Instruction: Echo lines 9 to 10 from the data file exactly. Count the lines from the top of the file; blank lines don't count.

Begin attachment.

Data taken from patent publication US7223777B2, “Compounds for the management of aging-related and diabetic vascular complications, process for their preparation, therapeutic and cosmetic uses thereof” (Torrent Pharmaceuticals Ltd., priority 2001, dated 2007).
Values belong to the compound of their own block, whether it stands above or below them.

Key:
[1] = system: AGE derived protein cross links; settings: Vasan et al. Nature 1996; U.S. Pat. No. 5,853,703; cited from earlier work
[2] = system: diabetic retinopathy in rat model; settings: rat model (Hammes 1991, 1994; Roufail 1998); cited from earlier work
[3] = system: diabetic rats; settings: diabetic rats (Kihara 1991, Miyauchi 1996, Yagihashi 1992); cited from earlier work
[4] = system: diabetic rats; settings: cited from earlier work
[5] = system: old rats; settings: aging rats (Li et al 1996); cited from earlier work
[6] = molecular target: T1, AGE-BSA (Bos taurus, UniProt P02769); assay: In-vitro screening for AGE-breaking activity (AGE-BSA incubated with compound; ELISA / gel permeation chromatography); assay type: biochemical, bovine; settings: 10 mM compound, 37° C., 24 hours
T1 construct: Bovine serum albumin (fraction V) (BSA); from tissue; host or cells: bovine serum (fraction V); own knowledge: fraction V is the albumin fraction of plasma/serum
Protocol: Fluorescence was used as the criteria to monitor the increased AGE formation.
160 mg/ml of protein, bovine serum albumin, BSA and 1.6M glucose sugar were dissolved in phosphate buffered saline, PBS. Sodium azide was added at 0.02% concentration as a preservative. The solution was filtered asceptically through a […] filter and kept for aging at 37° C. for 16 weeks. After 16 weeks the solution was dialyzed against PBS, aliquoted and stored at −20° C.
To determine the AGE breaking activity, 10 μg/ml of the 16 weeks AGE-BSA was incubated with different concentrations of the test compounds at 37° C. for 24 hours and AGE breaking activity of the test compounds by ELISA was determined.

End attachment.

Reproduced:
[6] = molecular target: T1, AGE-BSA (Bos taurus, UniProt P02769); assay: In-vitro screening for AGE-breaking activity (AGE-BSA incubated with compound; ELISA / gel permeation chromatography); assay type: biochemical, bovine; settings: 10 mM compound, 37° C., 24 hours
T1 construct: Bovine serum albumin (fraction V) (BSA); from tissue; host or cells: bovine serum (fraction V); own knowledge: fraction V is the albumin fraction of plasma/serum